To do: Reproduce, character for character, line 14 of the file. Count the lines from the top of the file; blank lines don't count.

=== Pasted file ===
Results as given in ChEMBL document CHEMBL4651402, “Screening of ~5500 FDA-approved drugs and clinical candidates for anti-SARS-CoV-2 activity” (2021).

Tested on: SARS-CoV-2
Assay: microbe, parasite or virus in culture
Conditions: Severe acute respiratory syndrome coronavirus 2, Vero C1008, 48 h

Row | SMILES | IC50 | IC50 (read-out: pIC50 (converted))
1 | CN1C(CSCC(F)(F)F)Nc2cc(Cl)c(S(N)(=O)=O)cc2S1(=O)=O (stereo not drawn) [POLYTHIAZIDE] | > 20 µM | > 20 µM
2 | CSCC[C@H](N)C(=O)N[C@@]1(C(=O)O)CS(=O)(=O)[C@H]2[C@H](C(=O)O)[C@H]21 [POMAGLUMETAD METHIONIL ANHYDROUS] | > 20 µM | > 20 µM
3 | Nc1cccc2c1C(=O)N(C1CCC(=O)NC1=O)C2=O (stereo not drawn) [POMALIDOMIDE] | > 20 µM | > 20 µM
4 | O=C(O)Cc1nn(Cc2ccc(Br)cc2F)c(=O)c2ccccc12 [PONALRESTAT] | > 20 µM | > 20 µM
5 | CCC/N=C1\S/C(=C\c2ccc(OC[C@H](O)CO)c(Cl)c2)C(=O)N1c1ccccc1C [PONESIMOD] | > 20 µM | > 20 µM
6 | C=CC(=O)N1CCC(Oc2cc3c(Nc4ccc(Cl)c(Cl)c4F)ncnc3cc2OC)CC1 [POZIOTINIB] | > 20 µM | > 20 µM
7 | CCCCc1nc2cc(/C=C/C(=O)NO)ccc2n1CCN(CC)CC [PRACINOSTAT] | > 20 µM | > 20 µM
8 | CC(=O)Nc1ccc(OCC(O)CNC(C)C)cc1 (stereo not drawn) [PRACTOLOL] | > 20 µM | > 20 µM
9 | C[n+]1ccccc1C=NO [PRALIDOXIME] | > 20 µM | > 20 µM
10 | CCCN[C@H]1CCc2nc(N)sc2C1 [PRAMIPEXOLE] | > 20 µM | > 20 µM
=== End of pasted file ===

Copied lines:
9 | C[n+]1ccccc1C=NO [PRALIDOXIME] | > 20 µM | > 20 µM